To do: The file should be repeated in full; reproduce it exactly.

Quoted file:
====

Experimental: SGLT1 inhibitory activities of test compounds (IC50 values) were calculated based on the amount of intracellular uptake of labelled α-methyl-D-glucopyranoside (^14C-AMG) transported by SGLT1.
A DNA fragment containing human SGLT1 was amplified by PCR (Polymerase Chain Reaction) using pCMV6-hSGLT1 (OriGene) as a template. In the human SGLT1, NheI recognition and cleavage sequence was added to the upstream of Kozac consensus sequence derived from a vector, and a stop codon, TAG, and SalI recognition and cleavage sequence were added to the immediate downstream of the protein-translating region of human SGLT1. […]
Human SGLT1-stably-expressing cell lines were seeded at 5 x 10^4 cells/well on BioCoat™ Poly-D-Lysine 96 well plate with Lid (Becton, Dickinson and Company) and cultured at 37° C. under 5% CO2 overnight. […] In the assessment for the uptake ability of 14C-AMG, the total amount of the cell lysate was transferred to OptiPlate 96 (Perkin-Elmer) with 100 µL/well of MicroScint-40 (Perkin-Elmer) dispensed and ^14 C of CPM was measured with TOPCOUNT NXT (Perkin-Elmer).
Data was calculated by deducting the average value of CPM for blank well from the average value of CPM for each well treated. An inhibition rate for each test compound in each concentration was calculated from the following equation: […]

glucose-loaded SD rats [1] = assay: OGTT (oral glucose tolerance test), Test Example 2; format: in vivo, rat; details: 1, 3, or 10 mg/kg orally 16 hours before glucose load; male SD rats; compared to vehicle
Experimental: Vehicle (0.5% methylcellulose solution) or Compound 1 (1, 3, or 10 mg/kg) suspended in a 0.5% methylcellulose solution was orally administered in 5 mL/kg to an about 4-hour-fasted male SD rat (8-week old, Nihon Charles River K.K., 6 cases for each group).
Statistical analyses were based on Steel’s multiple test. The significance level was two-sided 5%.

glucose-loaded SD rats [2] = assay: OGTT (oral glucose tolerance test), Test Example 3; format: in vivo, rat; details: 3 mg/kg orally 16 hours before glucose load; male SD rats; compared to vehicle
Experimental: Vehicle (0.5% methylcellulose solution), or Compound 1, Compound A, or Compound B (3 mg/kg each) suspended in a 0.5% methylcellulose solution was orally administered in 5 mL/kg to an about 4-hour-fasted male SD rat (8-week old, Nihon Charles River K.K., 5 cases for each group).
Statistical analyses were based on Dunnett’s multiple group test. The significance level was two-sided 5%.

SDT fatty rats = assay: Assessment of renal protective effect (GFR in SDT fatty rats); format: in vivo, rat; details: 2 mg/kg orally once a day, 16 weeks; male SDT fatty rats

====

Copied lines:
Experimental: SGLT1 inhibitory activities of test compounds (IC50 values) were calculated based on the amount of intracellular uptake of labelled α-methyl-D-glucopyranoside (^14C-AMG) transported by SGLT1.
A DNA fragment containing human SGLT1 was amplified by PCR (Polymerase Chain Reaction) using pCMV6-hSGLT1 (OriGene) as a template. In the human SGLT1, NheI recognition and cleavage sequence was added to the upstream of Kozac consensus sequence derived from a vector, and a stop codon, TAG, and SalI recognition and cleavage sequence were added to the immediate downstream of the protein-translating region of human SGLT1. […]
Human SGLT1-stably-expressing cell lines were seeded at 5 x 10^4 cells/well on BioCoat™ Poly-D-Lysine 96 well plate with Lid (Becton, Dickinson and Company) and cultured at 37° C. under 5% CO2 overnight. […] In the assessment for the uptake ability of 14C-AMG, the total amount of the cell lysate was transferred to OptiPlate 96 (Perkin-Elmer) with 100 µL/well of MicroScint-40 (Perkin-Elmer) dispensed and ^14 C of CPM was measured with TOPCOUNT NXT (Perkin-Elmer).
Data was calculated by deducting the average value of CPM for blank well from the average value of CPM for each well treated. An inhibition rate for each test compound in each concentration was calculated from the following equation: […]

glucose-loaded SD rats [1] = assay: OGTT (oral glucose tolerance test), Test Example 2; format: in vivo, rat; details: 1, 3, or 10 mg/kg orally 16 hours before glucose load; male SD rats; compared to vehicle
Experimental: Vehicle (0.5% methylcellulose solution) or Compound 1 (1, 3, or 10 mg/kg) suspended in a 0.5% methylcellulose solution was orally administered in 5 mL/kg to an about 4-hour-fasted male SD rat (8-week old, Nihon Charles River K.K., 6 cases for each group).
Statistical analyses were based on Steel’s multiple test. The significance level was two-sided 5%.

glucose-loaded SD rats [2] = assay: OGTT (oral glucose tolerance test), Test Example 3; format: in vivo, rat; details: 3 mg/kg orally 16 hours before glucose load; male SD rats; compared to vehicle
Experimental: Vehicle (0.5% methylcellulose solution), or Compound 1, Compound A, or Compound B (3 mg/kg each) suspended in a 0.5% methylcellulose solution was orally administered in 5 mL/kg to an about 4-hour-fasted male SD rat (8-week old, Nihon Charles River K.K., 5 cases for each group).
Statistical analyses were based on Dunnett’s multiple group test. The significance level was two-sided 5%.

SDT fatty rats = assay: Assessment of renal protective effect (GFR in SDT fatty rats); format: in vivo, rat; details: 2 mg/kg orally once a day, 16 weeks; male SDT fatty rats